The rehabilitation process usually starts with an initial detoxification period in which the individual is given time to eliminate antidepressants from his or her body. Antidepressants have half-lives ranging from five hours (serotonin and norepinephrine reuptake inhibitors) to six days (selective serotonin reuptake inhibitors), which means about half of the substance is eliminated from the user’s body during this timeframe. For an individual in need of treatment for SSRI addiction, the initial detoxification period may last as long as 12 days. Individuals addicted to SNRIs or tricyclic antidepressants can expect the initial detoxification period to last for anywhere from 10 hours to two days, although it may last longer in chronic users.
Any withdrawal symptoms that last for more than two weeks are known as post-acute withdrawal symptoms. How long these symptoms last depends on several factors, such as the individual’s medical history and how long the individual has been using antidepressants. Post-acute withdrawal symptoms might last longer if the individual was using antidepressants along with alcohol or another substance.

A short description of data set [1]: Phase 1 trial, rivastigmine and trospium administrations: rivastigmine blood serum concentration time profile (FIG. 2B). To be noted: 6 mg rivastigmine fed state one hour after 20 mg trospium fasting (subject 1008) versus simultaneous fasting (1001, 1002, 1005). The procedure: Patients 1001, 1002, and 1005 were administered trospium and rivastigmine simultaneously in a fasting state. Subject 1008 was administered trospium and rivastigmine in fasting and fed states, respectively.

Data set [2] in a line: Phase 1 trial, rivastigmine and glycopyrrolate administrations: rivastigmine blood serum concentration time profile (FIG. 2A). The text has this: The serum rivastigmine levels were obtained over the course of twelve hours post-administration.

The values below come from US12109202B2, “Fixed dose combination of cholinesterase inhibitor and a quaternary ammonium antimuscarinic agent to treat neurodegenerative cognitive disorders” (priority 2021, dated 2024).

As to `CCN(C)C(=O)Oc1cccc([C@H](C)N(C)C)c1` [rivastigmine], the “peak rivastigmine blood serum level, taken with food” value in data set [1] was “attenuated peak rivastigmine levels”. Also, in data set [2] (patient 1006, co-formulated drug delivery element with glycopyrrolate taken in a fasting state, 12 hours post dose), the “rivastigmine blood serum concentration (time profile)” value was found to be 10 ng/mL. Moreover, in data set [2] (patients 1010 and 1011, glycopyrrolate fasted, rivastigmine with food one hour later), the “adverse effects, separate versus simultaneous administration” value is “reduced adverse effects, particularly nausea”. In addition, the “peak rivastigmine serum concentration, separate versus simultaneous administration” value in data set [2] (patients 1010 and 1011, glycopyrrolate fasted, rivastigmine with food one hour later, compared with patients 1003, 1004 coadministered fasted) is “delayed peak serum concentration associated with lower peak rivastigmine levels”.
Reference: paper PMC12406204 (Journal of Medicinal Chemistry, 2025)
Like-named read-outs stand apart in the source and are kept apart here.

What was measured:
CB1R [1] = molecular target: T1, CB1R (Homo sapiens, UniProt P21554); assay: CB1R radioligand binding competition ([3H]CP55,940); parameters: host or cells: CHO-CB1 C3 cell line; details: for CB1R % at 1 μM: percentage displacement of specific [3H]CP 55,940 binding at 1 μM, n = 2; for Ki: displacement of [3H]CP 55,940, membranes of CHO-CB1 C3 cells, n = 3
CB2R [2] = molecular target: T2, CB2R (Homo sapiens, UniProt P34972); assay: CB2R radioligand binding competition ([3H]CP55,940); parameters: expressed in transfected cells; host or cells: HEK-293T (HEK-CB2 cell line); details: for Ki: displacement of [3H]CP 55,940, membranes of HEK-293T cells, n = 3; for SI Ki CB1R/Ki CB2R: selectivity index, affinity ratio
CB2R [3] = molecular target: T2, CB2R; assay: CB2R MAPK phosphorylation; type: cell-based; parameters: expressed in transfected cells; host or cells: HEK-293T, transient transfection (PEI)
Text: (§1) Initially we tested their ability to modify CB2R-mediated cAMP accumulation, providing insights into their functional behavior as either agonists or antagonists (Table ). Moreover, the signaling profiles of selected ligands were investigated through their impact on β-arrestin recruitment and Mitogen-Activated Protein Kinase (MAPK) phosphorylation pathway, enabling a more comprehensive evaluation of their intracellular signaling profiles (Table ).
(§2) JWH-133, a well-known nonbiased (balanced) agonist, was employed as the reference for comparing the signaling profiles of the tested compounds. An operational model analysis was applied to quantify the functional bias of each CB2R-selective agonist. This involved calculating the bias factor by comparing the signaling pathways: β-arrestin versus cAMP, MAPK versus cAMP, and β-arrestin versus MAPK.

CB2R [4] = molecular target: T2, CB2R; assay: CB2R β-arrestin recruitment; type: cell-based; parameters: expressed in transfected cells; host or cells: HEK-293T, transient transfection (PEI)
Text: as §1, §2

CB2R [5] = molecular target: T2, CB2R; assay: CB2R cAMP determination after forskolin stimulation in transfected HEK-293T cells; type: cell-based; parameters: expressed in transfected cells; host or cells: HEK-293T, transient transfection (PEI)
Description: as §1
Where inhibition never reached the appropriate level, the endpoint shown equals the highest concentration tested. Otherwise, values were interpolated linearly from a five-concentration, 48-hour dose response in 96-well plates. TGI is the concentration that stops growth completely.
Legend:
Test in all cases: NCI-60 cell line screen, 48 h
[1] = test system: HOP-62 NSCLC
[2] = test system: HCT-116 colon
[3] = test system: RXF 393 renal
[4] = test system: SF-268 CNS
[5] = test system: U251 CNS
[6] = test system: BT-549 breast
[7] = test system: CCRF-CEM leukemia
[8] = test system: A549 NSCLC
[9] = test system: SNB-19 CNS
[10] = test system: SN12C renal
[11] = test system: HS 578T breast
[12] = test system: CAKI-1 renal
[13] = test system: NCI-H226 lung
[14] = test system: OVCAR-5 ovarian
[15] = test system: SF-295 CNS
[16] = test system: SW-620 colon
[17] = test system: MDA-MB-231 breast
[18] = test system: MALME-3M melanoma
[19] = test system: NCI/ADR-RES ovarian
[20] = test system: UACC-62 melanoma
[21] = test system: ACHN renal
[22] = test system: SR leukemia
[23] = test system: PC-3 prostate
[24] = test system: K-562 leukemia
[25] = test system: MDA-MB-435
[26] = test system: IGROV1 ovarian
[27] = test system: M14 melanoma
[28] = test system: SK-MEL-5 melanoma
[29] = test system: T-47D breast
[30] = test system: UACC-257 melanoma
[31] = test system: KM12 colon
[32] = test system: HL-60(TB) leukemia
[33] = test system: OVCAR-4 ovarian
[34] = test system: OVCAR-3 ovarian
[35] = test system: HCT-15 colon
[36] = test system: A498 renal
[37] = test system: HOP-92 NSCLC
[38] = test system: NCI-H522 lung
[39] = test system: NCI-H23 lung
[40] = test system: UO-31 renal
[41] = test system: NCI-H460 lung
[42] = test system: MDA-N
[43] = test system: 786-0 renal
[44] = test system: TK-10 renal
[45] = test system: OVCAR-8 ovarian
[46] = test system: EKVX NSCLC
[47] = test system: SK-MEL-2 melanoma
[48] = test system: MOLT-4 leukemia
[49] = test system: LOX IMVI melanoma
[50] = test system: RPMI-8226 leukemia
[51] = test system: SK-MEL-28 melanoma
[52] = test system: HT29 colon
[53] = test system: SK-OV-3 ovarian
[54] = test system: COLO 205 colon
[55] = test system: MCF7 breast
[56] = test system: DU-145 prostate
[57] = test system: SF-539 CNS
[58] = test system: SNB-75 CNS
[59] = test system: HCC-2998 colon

Stopping antidepressant use suddenly can cause an individual to develop antidepressant discontinuation syndrome
Approximately 20% of antidepressant users develop a condition known as antidepressant discontinuation syndrome when they stop taking antidepressants. This syndrome can cause sensory disturbances, including electric shock sensations, loss of coordination, difficulty maintaining normal balance, and insomnia.
The risk of suicide increases when a user stops taking antidepressants suddenly
Stopping antidepressants can cause depressive symptoms to return, causing an individual to experience unwanted feelings. These feelings may include anxiety, confusion, and irritability. In some users, these feelings are so severe that suicidal thoughts may occur, increasing the risk of suicide.
Antidepressant discontinuation syndrome can cause serious psychological symptoms
When an individual stops taking antidepressants, their depression symptoms may get worse. In severe cases, antidepressant discontinuation causes agitation, hallucinations, and paranoia.
Antidepressant Detoxification Medications
No medications have been approved specifically for the treatment of antidepressant discontinuation syndrome; however, several medications can be used to control withdrawal symptoms and make the detoxification process easier for the user. Acetaminophen or aspirin may be used to relieve headaches and body aches. In some cases, promethazine is used to control nausea. For individuals with depression or another mood disorder, a different psychotherapeutic agent may be prescribed to control depression symptoms while also allowing the individual to withdraw from antidepressants.
For more information about withdrawal, read our guide on Antidepressant Addiction.